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Reviewed by:
  • Human Rights in African Prisons
  • John Daniel (bio)
Jeremy Sarkin (ed) (2008) Human Rights in African Prisons. Cape Town: HSRC Press

Given the current South African public's obsession with crime and its thirst for harsh punishment in the form of a re-introduction of the death penalty, there is a surprising paucity of literature on prisons in South Africa. There is of course Jonny Steinberg's The Number, the riveting account of the hegemony of the 26 and 28 gangs in Pollsmoor prison in the 1990s, while the Jali Commission Report was an equally fascinating account of the deep-seated corruption which attends the administration of the wonderfully misnamed Correctional Services Department (the post-apartheid name for the old prisons department). Julia Sloth-Nielsen's state of the prisons chapter in the 2007 State of the Nation volume is the best summary description of the prison system in South Africa known to this reader. Happily she is a contributor to this volume whose focus – its title notwithstanding – is more South Africa than Africa. Her chapter on children in African prisons is one of the most compelling in the volume. The pain of incarcerated mothers having to part from their children at age three will tug at the heartstrings of any reader, as will the knowledge that often years pass before the mothers even see their children again, let alone care for them.

To criminologists, judicial figures and others, the volume is a welcome addition to the prison literature on Africa. And it has been much praised by both judges and leading legal academics. Jeremy Sarkin's perhaps slightly overlong introductory survey of the African penal system is filled with useful statistical data and enough descriptive detail to make any sane person living on this continent to resolve never to stay even one night in an African prison. Like prisons everywhere, Africa's men's prisons are massively overcrowded while its women's prisons are surprisingly underpopulated. South Africa, for example, has one of the world's highest male [End Page 123] prison populations but one of lowest when it comes to female inmates. On average, females make up only between four to five percent of the total African prison population. Why that is so is not adequately explained but probably has much to do with the reluctance of magistrates to incarcerate African women given the devastating likely consequences for their children. Certainly in South Africa most female inmates imprisoned for crimes of property (theft, shoplifting etc) have at least one suspended sentence before they were put into custodial care.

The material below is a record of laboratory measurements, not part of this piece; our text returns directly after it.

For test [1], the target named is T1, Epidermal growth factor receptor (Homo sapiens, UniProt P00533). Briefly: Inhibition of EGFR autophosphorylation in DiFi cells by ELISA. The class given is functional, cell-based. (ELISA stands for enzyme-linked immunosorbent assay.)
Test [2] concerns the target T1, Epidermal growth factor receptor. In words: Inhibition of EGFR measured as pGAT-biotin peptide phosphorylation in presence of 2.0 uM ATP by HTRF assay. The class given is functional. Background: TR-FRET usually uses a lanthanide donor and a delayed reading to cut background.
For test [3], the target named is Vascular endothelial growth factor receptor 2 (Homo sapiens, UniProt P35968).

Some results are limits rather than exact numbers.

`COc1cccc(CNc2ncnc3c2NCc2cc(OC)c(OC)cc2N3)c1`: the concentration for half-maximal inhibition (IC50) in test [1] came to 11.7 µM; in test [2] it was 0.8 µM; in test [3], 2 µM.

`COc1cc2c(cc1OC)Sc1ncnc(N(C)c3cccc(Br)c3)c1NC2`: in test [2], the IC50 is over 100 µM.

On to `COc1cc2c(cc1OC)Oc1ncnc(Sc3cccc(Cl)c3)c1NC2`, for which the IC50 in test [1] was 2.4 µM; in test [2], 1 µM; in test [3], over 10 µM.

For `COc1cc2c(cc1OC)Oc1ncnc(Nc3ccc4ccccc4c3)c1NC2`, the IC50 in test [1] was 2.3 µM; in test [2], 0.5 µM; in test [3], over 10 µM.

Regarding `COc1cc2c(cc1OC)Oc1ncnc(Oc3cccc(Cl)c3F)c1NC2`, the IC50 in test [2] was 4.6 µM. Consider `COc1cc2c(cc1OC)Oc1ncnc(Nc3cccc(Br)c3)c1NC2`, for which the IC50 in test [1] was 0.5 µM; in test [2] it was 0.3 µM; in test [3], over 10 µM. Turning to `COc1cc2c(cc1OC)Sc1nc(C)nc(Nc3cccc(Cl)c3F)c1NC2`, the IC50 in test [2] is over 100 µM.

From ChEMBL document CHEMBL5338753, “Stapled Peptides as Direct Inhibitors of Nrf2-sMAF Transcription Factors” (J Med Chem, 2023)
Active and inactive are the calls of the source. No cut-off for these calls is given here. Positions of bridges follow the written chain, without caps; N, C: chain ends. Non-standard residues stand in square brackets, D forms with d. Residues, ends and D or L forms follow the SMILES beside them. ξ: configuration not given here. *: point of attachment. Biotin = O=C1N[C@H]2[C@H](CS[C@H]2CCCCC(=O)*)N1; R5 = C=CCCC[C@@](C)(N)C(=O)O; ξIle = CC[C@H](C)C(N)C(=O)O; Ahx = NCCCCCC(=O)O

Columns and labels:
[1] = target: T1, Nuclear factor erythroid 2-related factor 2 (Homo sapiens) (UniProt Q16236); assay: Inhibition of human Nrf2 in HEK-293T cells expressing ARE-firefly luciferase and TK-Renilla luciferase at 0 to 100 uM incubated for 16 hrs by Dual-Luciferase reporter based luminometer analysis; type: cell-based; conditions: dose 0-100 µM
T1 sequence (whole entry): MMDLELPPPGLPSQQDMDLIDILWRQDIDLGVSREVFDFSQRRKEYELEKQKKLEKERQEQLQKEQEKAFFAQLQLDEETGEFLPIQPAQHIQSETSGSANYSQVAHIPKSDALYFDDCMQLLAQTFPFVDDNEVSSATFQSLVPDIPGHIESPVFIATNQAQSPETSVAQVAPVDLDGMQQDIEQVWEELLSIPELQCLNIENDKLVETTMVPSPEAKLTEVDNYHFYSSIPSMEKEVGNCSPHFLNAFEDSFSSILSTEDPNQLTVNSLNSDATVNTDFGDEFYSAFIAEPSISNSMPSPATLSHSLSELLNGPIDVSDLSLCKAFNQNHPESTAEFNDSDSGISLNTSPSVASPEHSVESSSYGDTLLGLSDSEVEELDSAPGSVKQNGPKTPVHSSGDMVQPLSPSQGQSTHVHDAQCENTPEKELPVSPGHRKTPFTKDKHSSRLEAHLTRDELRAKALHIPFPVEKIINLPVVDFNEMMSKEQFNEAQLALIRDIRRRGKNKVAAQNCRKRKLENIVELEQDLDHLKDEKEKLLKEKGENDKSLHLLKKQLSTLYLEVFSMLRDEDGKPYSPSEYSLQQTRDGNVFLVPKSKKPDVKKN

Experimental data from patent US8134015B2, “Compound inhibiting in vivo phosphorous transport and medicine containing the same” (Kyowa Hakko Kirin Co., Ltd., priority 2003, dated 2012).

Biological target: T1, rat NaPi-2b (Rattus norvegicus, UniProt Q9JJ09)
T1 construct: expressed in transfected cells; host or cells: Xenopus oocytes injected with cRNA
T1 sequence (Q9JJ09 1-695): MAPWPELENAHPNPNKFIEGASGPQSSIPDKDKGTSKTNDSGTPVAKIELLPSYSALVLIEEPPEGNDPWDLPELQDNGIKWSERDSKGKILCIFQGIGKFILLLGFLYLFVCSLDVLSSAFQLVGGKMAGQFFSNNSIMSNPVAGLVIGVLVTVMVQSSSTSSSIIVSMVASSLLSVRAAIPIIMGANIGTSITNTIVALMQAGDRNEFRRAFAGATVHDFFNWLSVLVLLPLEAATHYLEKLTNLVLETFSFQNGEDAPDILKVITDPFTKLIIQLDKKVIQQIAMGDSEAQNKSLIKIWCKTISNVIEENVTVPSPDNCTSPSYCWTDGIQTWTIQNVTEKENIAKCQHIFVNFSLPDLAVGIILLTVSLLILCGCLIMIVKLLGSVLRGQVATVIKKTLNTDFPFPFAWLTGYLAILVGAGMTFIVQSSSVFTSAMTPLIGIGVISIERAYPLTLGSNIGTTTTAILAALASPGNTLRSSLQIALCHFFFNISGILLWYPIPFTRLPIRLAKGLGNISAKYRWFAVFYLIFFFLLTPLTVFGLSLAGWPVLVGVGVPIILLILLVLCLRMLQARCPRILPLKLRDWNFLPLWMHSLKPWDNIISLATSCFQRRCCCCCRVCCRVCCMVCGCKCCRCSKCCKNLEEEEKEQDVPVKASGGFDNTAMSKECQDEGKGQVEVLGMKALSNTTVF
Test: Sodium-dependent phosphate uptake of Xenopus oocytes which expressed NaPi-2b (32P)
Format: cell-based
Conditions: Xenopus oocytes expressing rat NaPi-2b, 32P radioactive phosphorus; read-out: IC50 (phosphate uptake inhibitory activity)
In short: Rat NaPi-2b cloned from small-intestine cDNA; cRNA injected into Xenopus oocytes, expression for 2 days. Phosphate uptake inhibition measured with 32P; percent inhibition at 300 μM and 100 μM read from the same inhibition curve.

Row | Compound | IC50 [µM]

Beyond Sarkin and Sloth-Nielsen's chapters, those by Schonteich on pre-trial detention and human rights in African prisons, Muntungh on alternative sentencing in Africa and Lisa Vetten stand out. The latter's breaks new ground in its focus on issues of female health and hygiene and demonstrates, for example, how vulnerable to abuse and exploitation menstruating female prisoners are in Africa. The chapter on overcrowding in African prisons by a top former prison official, EVO Dankwa, makes for sobering reading.

The perspective of the volume is not all doom and gloom, however. Sarkin, for example, argues that in the last decade or so various prison reform initiatives have been undertaken across Africa and some countries, notably Tunisia and Libya, have opened their gaols to human rights organisations like Amnesty International. This has been a huge step forward but against that one must recall the fact that prisons in countries like Equatorial Guinea and Zimbabwe are largely deathtraps.

In South Africa, a small band of non-governmental organizations strive nobly to turn local prisons into places of rehabilitation rather than the incubators of more crime. One of these is the Phoenix Zululand organisation which strives to apply the principles of restorative justice in 13 prisons in the north of KwaZulu-Natal. Beyond victim-offender mediation, Phoenix has developed into a civil rights program for prisoners, the bulk of whom are poor, largely illiterate African men and some women. Most of these should not, in Phoenix's view, be in prison. That they are is a product of their poverty (most cannot post even modest bail amounts) and...


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pp. 123-124
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